+-----------+-----------------//------------------+
             | FC Header | Additional chunk of the IPv6 Packet |
             +-----------+----------------//-------------------+

              Fig. 3: Optional Headers in an IPv6 FC Sequence





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4.2 Classes of Service

   This specification uses FC Class 3. IPv6 packets carrying Neighbor
   Discovery [DISC] messages MUST be encapsulated in Class 3 FC frames.
   Other IPv6 packets SHOULD use Class 3 as well. The use of other
   Classes of service is outside the scope of this specification.


4.3 FC Header Code Points

   The fields of the Fibre Channel Header are depicted in figure 4. To
   encapsulate IPv6 over Fibre Channel the following code points MUST be
   used:

   - R_CTL: 0x04 (Device_Data frame with Unsolicited Data Information
     Category [FC-FS])
   - TYPE: 0x05 (IP over Fibre Channel)
   - CS_CTL/Prio:  0x0
   - DF_CTL: 0x20 (Network_Header) for the first FC frame of an IPv6
     Sequence, 0x00 for the following FC frames. If the FC ESP_Header
     is used, then 0x60 for the first FC frame of an IPv6 Sequence,
     0x40 for the following FC frames.
   - F_CTL, SEQ_ID, SEQ_CNT, OX_ID, RX_ID: see section 10, section 11,
     and [FC-FS] for additional requirements.

     0                   1                   2                   3
     0 1 2 3 4 5 6 7 8 9 0 1 2 3 4 5 6 7 8 9 0 1 2 3 4 5 6 7 8 9 0 1
    +-+-+-+-+-+-+-+-+-+-+-+-+-+-+-+-+-+-+-+-+-+-+-+-+-+-+-+-+-+-+-+-+
    |     R_CTL     |                      D_ID                     |
    +---------------+---------------+---------------+---------------+
    |  CS_CTL/Prio  |                      S_ID                     |
    +---------------+---------------+---------------+---------------+
    |     TYPE      |                     F_CTL                     |
    +---------------+---------------+---------------+---------------+
    |    SEQ_ID     |    DF_CTL     |            SEQ_CNT            |
    +---------------+---------------+---------------+---------------+
    |             OX_ID             |             RX_ID             |
    +---------------+---------------+---------------+---------------+
    |                           Parameter                           |
    +---------------+---------------+---------------+---------------+

                         Fig. 4: FC Header Format









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4.4 FC Network_Header

   The fields of the FC Network_Header are depicted in figure 5. For use
   with IPv6 the N_Port_Names formats MUST be one of 0x1, 0x2, 0x5, 0xC,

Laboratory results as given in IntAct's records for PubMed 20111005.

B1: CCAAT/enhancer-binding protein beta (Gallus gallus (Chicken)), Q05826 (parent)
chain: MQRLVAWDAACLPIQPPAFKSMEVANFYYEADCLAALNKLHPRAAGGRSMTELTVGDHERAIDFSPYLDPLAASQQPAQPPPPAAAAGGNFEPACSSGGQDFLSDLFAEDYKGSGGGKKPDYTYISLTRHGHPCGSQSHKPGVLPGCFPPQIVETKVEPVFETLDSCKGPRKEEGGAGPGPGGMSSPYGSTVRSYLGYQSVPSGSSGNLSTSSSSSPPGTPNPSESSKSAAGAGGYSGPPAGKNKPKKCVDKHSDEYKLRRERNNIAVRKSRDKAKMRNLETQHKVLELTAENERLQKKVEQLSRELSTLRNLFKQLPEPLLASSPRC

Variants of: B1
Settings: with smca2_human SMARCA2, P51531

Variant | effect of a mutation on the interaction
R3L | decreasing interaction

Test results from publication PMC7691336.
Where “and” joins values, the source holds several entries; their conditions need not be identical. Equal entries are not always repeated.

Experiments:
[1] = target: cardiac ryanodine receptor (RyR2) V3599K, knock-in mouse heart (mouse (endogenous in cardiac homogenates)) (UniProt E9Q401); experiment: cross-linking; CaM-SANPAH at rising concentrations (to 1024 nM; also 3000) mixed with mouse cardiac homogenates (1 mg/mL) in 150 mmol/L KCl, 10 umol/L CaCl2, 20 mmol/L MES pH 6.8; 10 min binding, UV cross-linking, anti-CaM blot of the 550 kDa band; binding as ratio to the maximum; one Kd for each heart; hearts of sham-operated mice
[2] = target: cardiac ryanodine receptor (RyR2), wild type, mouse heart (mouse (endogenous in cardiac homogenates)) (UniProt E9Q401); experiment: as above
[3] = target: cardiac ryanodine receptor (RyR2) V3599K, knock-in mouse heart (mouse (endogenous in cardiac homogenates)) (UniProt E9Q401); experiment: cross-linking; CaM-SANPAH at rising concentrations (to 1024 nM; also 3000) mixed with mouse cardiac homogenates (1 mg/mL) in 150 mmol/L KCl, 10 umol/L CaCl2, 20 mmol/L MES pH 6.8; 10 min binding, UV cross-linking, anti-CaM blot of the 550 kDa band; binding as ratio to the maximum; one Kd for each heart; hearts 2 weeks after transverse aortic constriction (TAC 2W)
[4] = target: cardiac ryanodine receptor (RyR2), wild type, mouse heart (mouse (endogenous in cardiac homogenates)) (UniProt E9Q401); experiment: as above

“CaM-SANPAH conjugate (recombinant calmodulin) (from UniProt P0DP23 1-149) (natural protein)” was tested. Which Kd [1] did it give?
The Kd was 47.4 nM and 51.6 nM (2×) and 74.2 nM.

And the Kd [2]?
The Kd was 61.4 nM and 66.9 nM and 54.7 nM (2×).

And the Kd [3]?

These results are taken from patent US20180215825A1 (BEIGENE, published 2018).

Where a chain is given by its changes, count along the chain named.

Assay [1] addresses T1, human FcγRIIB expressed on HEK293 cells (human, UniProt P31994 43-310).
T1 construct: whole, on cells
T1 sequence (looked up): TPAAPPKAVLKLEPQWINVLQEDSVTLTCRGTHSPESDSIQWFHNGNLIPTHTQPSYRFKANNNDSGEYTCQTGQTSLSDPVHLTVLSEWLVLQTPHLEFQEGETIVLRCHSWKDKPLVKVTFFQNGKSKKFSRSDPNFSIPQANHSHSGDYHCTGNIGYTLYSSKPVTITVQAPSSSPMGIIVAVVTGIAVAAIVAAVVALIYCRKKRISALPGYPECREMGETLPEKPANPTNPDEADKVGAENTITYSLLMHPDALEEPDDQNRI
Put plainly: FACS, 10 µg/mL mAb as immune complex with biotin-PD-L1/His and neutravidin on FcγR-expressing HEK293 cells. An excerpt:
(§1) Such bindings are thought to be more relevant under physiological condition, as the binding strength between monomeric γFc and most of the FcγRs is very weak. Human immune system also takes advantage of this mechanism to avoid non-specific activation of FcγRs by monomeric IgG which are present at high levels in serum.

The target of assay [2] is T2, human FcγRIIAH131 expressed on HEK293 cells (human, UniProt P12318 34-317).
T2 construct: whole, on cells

0xD, 0xE, 0xF. Other Name_Identifier formats are not acceptable to
   support IPv6.

     0                   1                   2                   3
     0 1 2 3 4 5 6 7 8 9 0 1 2 3 4 5 6 7 8 9 0 1 2 3 4 5 6 7 8 9 0 1
    +-+-+-+-+-+-+-+-+-+-+-+-+-+-+-+-+-+-+-+-+-+-+-+-+-+-+-+-+-+-+-+-+
    |                                                               |
    +-                   Destination N_Port_Name                   -+
    |                                                               |
    +---------------------------------------------------------------+
    |                                                               |
    +-                     Source N_Port_Name                      -+
    |                                                               |
    +---------------------------------------------------------------+

                     Fig. 5: FC Network_Header Format


4.5 LLC/SNAP Header

   The fields of the LLC/SNAP Header [IEEE-LLC] are depicted in figure
   6. To encapsulate IPv6 over Fibre Channel the following code points
   MUST be used:
   - DSAP: 0xAA
   - SSAP: 0xAA
   - CTRL: 0x03
   - OUI:  0x00-00-00
   - PID:  0x86-DD

     0                   1                   2                   3
     0 1 2 3 4 5 6 7 8 9 0 1 2 3 4 5 6 7 8 9 0 1 2 3 4 5 6 7 8 9 0 1
    +-+-+-+-+-+-+-+-+-+-+-+-+-+-+-+-+-+-+-+-+-+-+-+-+-+-+-+-+-+-+-+-+
    |     DSAP      |     SSAP      |     CTRL      |      OUI      |
    +---------------+---------------+---------------+---------------+
    |              OUI              |              PID              |
    +---------------+---------------+---------------+---------------+

                      Fig. 6: LLC/SNAP Header Format


4.6 Bit and Byte Ordering

   IPv6 packets are mapped to the FC-4 level using the big-endian byte
   ordering, that corresponds to the standard network byte order or
   canonical form.


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5. Maximum Transfer Unit

   The default MTU size for IPv6 [IPv6] packets over Fibre Channel is
   65280 octets. This size may be reduced by a Router Advertisement
   [DISC] containing an MTU option that specifies a smaller MTU, or by
   manual configuration of each Nx_Port. However, as required by [IPv6],
   the MTU MUST NOT be lower than 1280 octets. If a Router Advertisement
   received on an Nx_Port has an MTU option specifying an MTU larger
   than 65280, or larger than a manually configured value, that MTU
   option MAY be logged to system management but MUST be otherwise
   ignored.


6. Stateless Autoconfiguration

6.1 IPv6 Interface Identifier and Address Prefix

   The IPv6 Interface ID [AARCH] for an Nx_Port is based on the EUI-64
   address [EUI64] derived from the Nx_Port's N_Port_Name. The IPv6